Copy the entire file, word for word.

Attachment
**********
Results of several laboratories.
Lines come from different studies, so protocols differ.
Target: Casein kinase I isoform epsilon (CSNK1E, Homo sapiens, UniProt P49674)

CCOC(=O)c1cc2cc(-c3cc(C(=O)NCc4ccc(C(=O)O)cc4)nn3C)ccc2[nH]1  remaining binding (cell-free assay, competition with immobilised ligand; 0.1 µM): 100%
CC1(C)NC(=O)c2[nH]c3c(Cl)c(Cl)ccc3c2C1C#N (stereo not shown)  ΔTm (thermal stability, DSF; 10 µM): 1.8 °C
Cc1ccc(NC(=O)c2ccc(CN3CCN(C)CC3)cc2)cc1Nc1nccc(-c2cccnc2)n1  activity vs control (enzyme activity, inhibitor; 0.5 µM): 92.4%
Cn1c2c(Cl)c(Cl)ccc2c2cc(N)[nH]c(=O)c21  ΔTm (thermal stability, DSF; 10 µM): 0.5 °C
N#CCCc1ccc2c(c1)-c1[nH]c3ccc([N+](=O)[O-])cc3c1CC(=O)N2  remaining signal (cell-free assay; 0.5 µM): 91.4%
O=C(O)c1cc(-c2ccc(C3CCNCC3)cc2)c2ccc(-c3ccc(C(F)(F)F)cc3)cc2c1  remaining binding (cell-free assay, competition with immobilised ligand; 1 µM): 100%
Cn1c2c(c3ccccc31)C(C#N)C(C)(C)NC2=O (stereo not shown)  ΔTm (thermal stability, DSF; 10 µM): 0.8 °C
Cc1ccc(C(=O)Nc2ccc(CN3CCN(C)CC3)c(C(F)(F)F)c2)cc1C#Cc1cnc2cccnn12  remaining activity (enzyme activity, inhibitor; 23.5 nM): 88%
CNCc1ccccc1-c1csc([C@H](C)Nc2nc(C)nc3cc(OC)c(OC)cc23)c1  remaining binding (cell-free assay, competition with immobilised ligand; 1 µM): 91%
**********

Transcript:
Results of several laboratories.
Lines come from different studies, so protocols differ.
Target: Casein kinase I isoform epsilon (CSNK1E, Homo sapiens, UniProt P49674)

CCOC(=O)c1cc2cc(-c3cc(C(=O)NCc4ccc(C(=O)O)cc4)nn3C)ccc2[nH]1  remaining binding (cell-free assay, competition with immobilised ligand; 0.1 µM): 100%
CC1(C)NC(=O)c2[nH]c3c(Cl)c(Cl)ccc3c2C1C#N (stereo not shown)  ΔTm (thermal stability, DSF; 10 µM): 1.8 °C
Cc1ccc(NC(=O)c2ccc(CN3CCN(C)CC3)cc2)cc1Nc1nccc(-c2cccnc2)n1  activity vs control (enzyme activity, inhibitor; 0.5 µM): 92.4%
Cn1c2c(Cl)c(Cl)ccc2c2cc(N)[nH]c(=O)c21  ΔTm (thermal stability, DSF; 10 µM): 0.5 °C
N#CCCc1ccc2c(c1)-c1[nH]c3ccc([N+](=O)[O-])cc3c1CC(=O)N2  remaining signal (cell-free assay; 0.5 µM): 91.4%
O=C(O)c1cc(-c2ccc(C3CCNCC3)cc2)c2ccc(-c3ccc(C(F)(F)F)cc3)cc2c1  remaining binding (cell-free assay, competition with immobilised ligand; 1 µM): 100%
Cn1c2c(c3ccccc31)C(C#N)C(C)(C)NC2=O (stereo not shown)  ΔTm (thermal stability, DSF; 10 µM): 0.8 °C
Cc1ccc(C(=O)Nc2ccc(CN3CCN(C)CC3)c(C(F)(F)F)c2)cc1C#Cc1cnc2cccnn12  remaining activity (enzyme activity, inhibitor; 23.5 nM): 88%
CNCc1ccccc1-c1csc([C@H](C)Nc2nc(C)nc3cc(OC)c(OC)cc23)c1  remaining binding (cell-free assay, competition with immobilised ligand; 1 µM): 91%